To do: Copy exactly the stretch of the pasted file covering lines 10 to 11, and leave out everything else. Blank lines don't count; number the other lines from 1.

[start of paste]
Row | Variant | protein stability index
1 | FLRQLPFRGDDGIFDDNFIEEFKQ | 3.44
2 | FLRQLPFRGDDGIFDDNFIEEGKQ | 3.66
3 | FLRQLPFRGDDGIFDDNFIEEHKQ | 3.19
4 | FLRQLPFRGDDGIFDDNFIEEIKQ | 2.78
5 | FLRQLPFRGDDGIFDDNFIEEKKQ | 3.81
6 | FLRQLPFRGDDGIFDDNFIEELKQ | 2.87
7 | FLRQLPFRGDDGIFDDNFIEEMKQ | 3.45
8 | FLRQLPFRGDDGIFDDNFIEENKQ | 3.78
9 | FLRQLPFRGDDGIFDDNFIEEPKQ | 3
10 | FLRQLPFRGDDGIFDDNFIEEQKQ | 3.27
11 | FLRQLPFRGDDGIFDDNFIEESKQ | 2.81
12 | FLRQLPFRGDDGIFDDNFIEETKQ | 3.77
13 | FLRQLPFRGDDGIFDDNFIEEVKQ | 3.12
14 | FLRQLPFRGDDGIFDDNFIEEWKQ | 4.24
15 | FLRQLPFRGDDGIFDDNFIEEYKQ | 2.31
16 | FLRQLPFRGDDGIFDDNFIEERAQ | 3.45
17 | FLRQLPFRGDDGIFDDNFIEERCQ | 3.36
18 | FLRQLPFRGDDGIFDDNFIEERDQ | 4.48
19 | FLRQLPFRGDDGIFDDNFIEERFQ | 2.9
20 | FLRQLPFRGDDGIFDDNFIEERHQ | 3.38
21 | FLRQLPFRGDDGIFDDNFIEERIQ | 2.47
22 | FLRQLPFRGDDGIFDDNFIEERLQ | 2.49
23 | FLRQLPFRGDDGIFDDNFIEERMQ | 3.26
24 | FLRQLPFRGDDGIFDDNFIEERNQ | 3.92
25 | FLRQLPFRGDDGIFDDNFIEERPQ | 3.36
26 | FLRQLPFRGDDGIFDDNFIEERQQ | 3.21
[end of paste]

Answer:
9 | FLRQLPFRGDDGIFDDNFIEEPKQ | 3
10 | FLRQLPFRGDDGIFDDNFIEEQKQ | 3.27